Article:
GR-7 Turbojet Engine Project 4/18/09

Posted on April 18, 2009

       Hello again folks!!! It’s been a long time since I’ve had a chance to work the GR-7 project. In fact it was 32 months ago that I took a break from the experiment to work on other projects. Since then I have completed several hobby and non-hobby projects including my Top Flite B-25 project as well as a much needed kitchen remodel/house painting project at my home. Now that I have some free time to burn it is only appropriate for me to revisit the GR-7!!!

       Before I could do any useful work to the GR-7 I needed to reacquaint myself with the workings of the engine. I spent some time looking over the condition of the engine including the starter mechanism and the hydraulic system. After a brief charge of the battery I spooled up the engine for a test run to see if I could get it to run. Amazingly the engine fired right up and ran smoothly on the first try.
       Once the engine had cooled down I proceeded to remove the starter motor speed controls in preparation for the first task to be worked on.

       My original plan for the continuation of the GR-7 was to patch together a working tachometer so I could report some test data including thrust and RPM readings. Since then I have concluded that a working ECU (Electronic Control Unit) is a more important goal to achieve prior to bench testing the GR-7. The ECU will help regulate most of the functions of the engine allowing me to pay closer attention to test data and not running of the engine.
       The design and building of the ECU will be a challenge considering it will be twice as complicated as the GR-5A ECU. The new ECU will have several new devices to control including the electric starter and photo eye burner control. However the basic function of the ECU will be the same in that it will safely control the burning of fuel and insure that the hydraulic system is working properly.

       Before any work could be done on the design of the ECU system I need to install an appropriate housing for the electronics. Having an ECU box in place will allow me to lay out where the electronics will fit in the enclosure.  Removing the starter assembly cleared a path for me to see where the box will mount. An 8” x 8” steel electrical “pull box” seemed to fit in the unused space above the oil pump but would need a little modification to fit.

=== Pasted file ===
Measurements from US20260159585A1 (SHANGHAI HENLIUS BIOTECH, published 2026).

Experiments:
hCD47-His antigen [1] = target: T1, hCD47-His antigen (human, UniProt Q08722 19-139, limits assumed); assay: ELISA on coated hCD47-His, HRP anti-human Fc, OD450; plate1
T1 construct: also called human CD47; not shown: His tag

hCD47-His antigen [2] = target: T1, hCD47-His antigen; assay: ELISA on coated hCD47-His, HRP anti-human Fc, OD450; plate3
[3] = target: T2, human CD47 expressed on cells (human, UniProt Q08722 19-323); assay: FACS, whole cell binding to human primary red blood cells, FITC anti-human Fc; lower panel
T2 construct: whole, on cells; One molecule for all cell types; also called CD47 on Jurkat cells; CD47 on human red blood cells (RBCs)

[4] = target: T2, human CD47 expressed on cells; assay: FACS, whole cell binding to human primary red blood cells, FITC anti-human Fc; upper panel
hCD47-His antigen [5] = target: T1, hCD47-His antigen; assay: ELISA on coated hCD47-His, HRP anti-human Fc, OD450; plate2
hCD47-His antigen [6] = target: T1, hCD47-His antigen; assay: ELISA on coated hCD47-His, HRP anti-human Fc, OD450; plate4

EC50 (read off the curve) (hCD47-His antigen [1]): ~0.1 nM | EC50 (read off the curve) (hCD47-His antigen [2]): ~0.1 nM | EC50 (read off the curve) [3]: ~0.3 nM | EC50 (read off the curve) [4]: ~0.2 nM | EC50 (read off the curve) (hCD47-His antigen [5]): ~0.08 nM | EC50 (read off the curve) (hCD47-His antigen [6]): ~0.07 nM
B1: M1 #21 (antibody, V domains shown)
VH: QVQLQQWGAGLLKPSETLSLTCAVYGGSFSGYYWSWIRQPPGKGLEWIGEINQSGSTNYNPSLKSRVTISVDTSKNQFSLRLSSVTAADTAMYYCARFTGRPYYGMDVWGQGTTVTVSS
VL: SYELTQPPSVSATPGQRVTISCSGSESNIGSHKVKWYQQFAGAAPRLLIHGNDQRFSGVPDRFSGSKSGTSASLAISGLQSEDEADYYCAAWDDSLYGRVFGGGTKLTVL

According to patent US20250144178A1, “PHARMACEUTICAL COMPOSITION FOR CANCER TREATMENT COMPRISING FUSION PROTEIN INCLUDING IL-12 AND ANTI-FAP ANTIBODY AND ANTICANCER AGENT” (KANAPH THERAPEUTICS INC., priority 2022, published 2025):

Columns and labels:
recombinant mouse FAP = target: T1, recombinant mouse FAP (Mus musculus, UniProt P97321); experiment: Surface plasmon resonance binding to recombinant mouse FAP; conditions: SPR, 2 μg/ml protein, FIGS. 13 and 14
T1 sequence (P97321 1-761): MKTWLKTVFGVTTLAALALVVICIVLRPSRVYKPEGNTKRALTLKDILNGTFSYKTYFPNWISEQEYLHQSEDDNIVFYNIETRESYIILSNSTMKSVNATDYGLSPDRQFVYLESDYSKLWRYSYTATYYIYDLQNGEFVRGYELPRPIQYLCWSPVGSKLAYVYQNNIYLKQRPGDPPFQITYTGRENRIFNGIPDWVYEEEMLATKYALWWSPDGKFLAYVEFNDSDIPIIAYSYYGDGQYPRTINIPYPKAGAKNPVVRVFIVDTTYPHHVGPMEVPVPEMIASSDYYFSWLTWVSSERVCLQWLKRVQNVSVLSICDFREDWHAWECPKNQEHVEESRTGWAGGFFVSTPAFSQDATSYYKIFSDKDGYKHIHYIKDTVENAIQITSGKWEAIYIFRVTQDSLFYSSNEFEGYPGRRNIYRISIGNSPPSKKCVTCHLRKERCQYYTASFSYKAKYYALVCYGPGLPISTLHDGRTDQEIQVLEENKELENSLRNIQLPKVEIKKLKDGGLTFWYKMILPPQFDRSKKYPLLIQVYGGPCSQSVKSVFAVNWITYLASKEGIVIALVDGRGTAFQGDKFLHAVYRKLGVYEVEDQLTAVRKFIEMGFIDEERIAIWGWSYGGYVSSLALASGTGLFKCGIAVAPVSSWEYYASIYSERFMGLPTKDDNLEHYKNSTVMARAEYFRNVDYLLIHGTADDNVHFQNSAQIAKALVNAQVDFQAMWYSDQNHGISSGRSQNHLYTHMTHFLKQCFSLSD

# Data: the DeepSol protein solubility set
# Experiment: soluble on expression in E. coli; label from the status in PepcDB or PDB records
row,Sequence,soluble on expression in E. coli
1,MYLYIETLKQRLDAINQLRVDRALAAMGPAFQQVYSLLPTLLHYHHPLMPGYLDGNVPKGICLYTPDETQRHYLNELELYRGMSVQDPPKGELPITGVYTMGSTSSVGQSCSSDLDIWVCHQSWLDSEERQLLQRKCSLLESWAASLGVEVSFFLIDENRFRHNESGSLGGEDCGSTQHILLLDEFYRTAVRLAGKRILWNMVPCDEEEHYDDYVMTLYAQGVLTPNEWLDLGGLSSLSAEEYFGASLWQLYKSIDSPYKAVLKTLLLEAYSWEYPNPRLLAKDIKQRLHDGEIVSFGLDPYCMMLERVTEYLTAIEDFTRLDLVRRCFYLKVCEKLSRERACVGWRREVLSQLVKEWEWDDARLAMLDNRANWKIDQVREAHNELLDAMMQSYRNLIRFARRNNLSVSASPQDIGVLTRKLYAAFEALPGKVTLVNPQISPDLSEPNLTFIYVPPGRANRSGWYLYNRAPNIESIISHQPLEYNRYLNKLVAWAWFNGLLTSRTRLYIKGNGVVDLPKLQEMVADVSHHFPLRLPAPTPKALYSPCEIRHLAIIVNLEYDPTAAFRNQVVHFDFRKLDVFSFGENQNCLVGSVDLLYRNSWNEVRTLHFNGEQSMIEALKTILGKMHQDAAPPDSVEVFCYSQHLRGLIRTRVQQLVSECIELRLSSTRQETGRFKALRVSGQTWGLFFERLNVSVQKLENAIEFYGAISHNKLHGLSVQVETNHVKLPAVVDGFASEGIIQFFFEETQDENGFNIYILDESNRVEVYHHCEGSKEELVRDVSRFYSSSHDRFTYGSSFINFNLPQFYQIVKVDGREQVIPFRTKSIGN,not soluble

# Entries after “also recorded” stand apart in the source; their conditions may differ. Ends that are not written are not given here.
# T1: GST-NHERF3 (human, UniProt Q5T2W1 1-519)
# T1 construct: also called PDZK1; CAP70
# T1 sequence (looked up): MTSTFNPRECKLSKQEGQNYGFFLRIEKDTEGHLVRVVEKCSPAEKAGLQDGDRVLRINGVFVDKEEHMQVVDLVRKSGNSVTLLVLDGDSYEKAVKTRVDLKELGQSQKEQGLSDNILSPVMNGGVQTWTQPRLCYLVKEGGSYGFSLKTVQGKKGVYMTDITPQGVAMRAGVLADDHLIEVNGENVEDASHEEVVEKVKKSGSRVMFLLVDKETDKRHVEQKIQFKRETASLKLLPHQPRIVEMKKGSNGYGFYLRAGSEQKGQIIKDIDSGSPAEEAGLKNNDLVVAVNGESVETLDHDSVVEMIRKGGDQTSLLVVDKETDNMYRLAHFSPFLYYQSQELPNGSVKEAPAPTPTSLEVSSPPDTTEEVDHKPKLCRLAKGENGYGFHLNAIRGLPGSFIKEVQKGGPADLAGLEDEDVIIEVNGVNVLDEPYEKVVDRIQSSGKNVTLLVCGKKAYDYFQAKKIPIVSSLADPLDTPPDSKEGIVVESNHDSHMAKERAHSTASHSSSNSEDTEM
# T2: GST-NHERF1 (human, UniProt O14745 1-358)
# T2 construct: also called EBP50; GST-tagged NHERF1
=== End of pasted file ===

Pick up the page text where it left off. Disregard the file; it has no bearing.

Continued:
I wanted the ECU box to be flush with the top edge of the engine frame so some fabrication was needed to “tub” out the bottom to clear the oil pump motor. You can see below where the oil pump motor holds up the box.

       Carefully using a circular metal saw I cut out a section of the new ECU box. A straight edge was clamped to the box and used as a “fence” to insure a straight cut.

       Using a piece of scrap metal (large pull box cover) I was able to make a bottom plate for the ECU box. I tack welded the plate in for a test fit and clamped the box in the engine frame for a test fit..

       I tested the effect of the box location in relation to the flow of air through the oil cooler fan before deciding on a permanent location for the box. Luckily the air flow was minimally effected by the presence of the box behind the fan blades. My plan was to situate the ECU box near the fan to promote laminar air flow around it in an attempt to keep it insulated from the hot engine parts. Vent holes could also be added later to the front of the box allowing the oil cooler fan to force air though the enclosure. This could help cool the speed controllers if needed later on.